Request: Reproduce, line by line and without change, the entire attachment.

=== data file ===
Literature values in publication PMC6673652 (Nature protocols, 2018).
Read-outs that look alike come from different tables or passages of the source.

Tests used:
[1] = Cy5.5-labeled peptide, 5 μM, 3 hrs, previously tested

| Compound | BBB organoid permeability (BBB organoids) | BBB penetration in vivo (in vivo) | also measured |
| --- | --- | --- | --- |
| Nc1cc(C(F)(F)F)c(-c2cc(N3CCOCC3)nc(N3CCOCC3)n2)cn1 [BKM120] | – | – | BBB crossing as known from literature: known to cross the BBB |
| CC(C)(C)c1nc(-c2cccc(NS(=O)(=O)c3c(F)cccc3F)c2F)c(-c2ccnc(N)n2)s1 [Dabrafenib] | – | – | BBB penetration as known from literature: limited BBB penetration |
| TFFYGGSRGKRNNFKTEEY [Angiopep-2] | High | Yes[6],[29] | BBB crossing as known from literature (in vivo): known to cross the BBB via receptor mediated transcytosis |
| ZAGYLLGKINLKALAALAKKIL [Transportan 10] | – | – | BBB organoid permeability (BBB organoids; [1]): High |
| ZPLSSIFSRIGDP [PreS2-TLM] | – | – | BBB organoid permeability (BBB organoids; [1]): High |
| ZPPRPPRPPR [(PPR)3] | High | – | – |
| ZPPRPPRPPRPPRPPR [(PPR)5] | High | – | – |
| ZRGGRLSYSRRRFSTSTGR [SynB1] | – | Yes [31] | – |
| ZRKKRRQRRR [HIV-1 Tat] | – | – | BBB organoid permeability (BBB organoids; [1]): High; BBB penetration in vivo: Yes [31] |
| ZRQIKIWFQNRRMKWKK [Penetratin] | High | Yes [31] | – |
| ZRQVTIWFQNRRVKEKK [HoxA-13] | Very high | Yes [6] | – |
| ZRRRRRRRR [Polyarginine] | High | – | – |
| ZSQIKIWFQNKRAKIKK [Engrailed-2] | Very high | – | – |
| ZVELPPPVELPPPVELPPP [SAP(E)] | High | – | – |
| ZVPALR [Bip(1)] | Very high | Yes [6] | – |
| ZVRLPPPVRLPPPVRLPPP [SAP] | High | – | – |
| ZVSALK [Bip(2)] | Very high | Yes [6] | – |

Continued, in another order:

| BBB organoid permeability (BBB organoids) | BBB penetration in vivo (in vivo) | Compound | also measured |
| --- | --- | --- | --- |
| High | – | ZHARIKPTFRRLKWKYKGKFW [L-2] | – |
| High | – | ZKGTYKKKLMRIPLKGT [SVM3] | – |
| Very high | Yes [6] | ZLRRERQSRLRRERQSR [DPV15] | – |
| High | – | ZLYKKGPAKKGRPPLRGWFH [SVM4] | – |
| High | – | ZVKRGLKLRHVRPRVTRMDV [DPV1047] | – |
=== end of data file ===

Literature values in publication PMC6673652 (Nature protocols, 2018).
Read-outs that look alike come from different tables or passages of the source.

Tests used:
[1] = Cy5.5-labeled peptide, 5 μM, 3 hrs, previously tested

| Compound | BBB organoid permeability (BBB organoids) | BBB penetration in vivo (in vivo) | also measured |
| --- | --- | --- | --- |
| Nc1cc(C(F)(F)F)c(-c2cc(N3CCOCC3)nc(N3CCOCC3)n2)cn1 [BKM120] | – | – | BBB crossing as known from literature: known to cross the BBB |
| CC(C)(C)c1nc(-c2cccc(NS(=O)(=O)c3c(F)cccc3F)c2F)c(-c2ccnc(N)n2)s1 [Dabrafenib] | – | – | BBB penetration as known from literature: limited BBB penetration |
| TFFYGGSRGKRNNFKTEEY [Angiopep-2] | High | Yes[6],[29] | BBB crossing as known from literature (in vivo): known to cross the BBB via receptor mediated transcytosis |
| ZAGYLLGKINLKALAALAKKIL [Transportan 10] | – | – | BBB organoid permeability (BBB organoids; [1]): High |
| ZPLSSIFSRIGDP [PreS2-TLM] | – | – | BBB organoid permeability (BBB organoids; [1]): High |
| ZPPRPPRPPR [(PPR)3] | High | – | – |
| ZPPRPPRPPRPPRPPR [(PPR)5] | High | – | – |
| ZRGGRLSYSRRRFSTSTGR [SynB1] | – | Yes [31] | – |
| ZRKKRRQRRR [HIV-1 Tat] | – | – | BBB organoid permeability (BBB organoids; [1]): High; BBB penetration in vivo: Yes [31] |
| ZRQIKIWFQNRRMKWKK [Penetratin] | High | Yes [31] | – |
| ZRQVTIWFQNRRVKEKK [HoxA-13] | Very high | Yes [6] | – |
| ZRRRRRRRR [Polyarginine] | High | – | – |
| ZSQIKIWFQNKRAKIKK [Engrailed-2] | Very high | – | – |
| ZVELPPPVELPPPVELPPP [SAP(E)] | High | – | – |
| ZVPALR [Bip(1)] | Very high | Yes [6] | – |
| ZVRLPPPVRLPPPVRLPPP [SAP] | High | – | – |
| ZVSALK [Bip(2)] | Very high | Yes [6] | – |

Continued, in another order:

| BBB organoid permeability (BBB organoids) | BBB penetration in vivo (in vivo) | Compound | also measured |
| --- | --- | --- | --- |
| High | – | ZHARIKPTFRRLKWKYKGKFW [L-2] | – |
| High | – | ZKGTYKKKLMRIPLKGT [SVM3] | – |
| Very high | Yes [6] | ZLRRERQSRLRRERQSR [DPV15] | – |
| High | – | ZLYKKGPAKKGRPPLRGWFH [SVM4] | – |
| High | – | ZVKRGLKLRHVRPRVTRMDV [DPV1047] | – |